After a lot of hesitation I finally got the Fuji XF100-400 F4.5-5.6 R LM OIS WR (the lens with the longest name). Here are my first impressions.
Why the hesitation? There are a couple of reasons why it was not a straight forward decision to get this lens. One of course was price but the more important ones were size and weight. Don’t get me wrong. This lens is not bigger or heavier than the offerings from Canon or Nikon (it is even slightly lighter) but if you are a Canon or Nikon shooter chances are high that you put the lens in front of a 7DII or D500 or one of their FF DSLRs so it will balance much better than it does on my X Pro-2. Of course the X-T2 plus battery grip would improve the situation but it is hard to ignore that the Fuji XF 100-400 OIS WR should be lighter especially since it is not a full frame lens.
There is one more important reason why I hesitated to get this lens. When I shot Nikon I owned a Nikon 80-400 VR (first version). In short: I didn’t like that lens at all. First because AF was extremely slow even on a Pro body, second because it was soft on its long end and third because it was too slow to isolate the subject from the background. When I finally replaced it with a Nikon AF-S 2.8/300 ED my images vastly improved. It was something completely different altogether.
So why did I buy a slow 100-400 zoom again? Strangely the reason is size and weight! I loved my Nikon tele lens but it was 3,5kg and the tripod I needed to shoot it was an additional 4kg. A no-go even for a trip to Alaska or Canada. The Fuji 100-400 is 1.4kg and thanks to OIS you don’t have to use a tripod to get sharp results.
So how does it perform? The most important thing is that AF is fast and silent. In good light the subject pops into focus. It can hesitate or even hunt in low light or low contrast (backlight) situations. I discovered that when I was shooting song birds through the window. I was very close so I could not use the focus limiter. The lens hunted and sometimes failed to focus on the subject. Again: That was under extreme conditions. I did not experience anything like that during my first outdoor shooting in the zoo.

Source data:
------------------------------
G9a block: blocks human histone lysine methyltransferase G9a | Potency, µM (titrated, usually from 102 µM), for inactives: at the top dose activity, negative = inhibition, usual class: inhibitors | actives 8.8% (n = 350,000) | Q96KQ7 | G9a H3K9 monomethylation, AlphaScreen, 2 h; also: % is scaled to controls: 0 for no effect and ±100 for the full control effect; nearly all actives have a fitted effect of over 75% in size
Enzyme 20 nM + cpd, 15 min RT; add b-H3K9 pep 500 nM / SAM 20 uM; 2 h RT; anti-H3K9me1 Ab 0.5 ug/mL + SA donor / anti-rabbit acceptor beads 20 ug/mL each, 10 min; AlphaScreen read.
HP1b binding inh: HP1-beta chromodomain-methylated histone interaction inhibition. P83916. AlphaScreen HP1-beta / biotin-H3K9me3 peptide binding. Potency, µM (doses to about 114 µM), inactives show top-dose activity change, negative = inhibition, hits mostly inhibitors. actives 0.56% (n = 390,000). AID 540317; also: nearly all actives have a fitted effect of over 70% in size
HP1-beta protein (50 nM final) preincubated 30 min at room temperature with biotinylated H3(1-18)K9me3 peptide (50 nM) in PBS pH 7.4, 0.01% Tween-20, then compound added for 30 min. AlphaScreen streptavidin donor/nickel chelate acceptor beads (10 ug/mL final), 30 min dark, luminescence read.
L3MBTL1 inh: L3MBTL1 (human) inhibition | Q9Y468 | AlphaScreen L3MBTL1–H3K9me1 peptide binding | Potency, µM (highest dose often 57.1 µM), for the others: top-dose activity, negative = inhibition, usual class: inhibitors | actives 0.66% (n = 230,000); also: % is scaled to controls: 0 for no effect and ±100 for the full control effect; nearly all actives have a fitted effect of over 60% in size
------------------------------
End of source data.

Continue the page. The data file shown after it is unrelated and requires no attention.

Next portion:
And now the most important question: Is it sharp? The good news first: It is no comparison to the Nikon 80-400 VR which was very soft at 400mm and f5.6 and even soft when stopped down. The Fuji XF 100-400 OIS WR performs much better. It is reasonable sharp at 400mm and f5.6 and sharp if stopped down. It is not super sharp though but I think there is no 100-400 zoom that is truly sharp at its long end. And let’s not forget that I’m pixel peeping here at a 24MP file from an APS-C sensor.
But what’s about the last point: Subject isolation. Of course with such a lens you need to watch the background. There is no chance to transform what’s behind your subject into a uniform blur but the Bokeh is good. I’m not telling you that the XF 100-400 is a Bokeh monster because it isn’t but it renders the out of focus parts of an image surprisingly good. As a result the images don’t scream tele zoom which is really nice. My 300mm tele from Nikon had a much harsher rendering of the out of focus areas when stopped down.
The two monkey shots and the shots of the blue heron below illustrate what I mean. Even though the backgrounds are busy they don’t destroy the images.
Early conclusion: The Fuji XF 100-400 OIS is a very good lens. AF is fast and reliable in almost all situations. The images are sharp and contrasty across the range. There is a slight degradation in image quality at 400mm and f5.6 but it is not dramatic. Bokeh is surprisingly good and the lens can give results similar to a prime tele lens. The zoom ring is a little stiff for my taste but built quality is very good and the lens is weather sealed.
The price is definitely on the high side but if you buy it bundled with the 1.4x tele converter and during a cash back period it is okay. At the end there is no alternative for Fuji shooters looking for more reach and compression.
While I don’t think that dedicated wildlife and bird photographers will abandon their Canon and Nikon tele lenses there is a high chance that the XF 100-400 OIS WR will be good enough for most of us. A one stop aperture difference is not as important as it was before cameras were able to shoot at crazy high ISO settings. I only wish that I would have had this lens when I was shooting elephant seals in California this summer.